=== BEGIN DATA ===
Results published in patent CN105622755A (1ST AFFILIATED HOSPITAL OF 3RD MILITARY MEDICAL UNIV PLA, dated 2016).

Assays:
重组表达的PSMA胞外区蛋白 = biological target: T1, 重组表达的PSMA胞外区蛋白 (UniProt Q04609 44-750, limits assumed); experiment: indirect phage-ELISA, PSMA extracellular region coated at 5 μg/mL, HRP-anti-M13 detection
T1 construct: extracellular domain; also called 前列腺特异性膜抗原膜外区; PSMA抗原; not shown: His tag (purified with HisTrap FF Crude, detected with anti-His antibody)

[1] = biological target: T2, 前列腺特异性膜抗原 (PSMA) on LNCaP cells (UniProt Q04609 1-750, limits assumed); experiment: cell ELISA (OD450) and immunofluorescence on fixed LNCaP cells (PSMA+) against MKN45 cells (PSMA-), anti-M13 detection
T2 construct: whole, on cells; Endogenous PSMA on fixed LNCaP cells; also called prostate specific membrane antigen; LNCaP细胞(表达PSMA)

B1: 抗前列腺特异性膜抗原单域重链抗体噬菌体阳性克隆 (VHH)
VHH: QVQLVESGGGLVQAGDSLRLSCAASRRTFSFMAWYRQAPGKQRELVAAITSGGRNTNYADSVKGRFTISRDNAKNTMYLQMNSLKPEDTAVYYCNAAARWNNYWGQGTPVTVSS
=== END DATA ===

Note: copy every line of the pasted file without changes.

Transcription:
Results published in patent CN105622755A (1ST AFFILIATED HOSPITAL OF 3RD MILITARY MEDICAL UNIV PLA, dated 2016).

Assays:
重组表达的PSMA胞外区蛋白 = biological target: T1, 重组表达的PSMA胞外区蛋白 (UniProt Q04609 44-750, limits assumed); experiment: indirect phage-ELISA, PSMA extracellular region coated at 5 μg/mL, HRP-anti-M13 detection
T1 construct: extracellular domain; also called 前列腺特异性膜抗原膜外区; PSMA抗原; not shown: His tag (purified with HisTrap FF Crude, detected with anti-His antibody)

[1] = biological target: T2, 前列腺特异性膜抗原 (PSMA) on LNCaP cells (UniProt Q04609 1-750, limits assumed); experiment: cell ELISA (OD450) and immunofluorescence on fixed LNCaP cells (PSMA+) against MKN45 cells (PSMA-), anti-M13 detection
T2 construct: whole, on cells; Endogenous PSMA on fixed LNCaP cells; also called prostate specific membrane antigen; LNCaP细胞(表达PSMA)

B1: 抗前列腺特异性膜抗原单域重链抗体噬菌体阳性克隆 (VHH)
VHH: QVQLVESGGGLVQAGDSLRLSCAASRRTFSFMAWYRQAPGKQRELVAAITSGGRNTNYADSVKGRFTISRDNAKNTMYLQMNSLKPEDTAVYYCNAAARWNNYWGQGTPVTVSS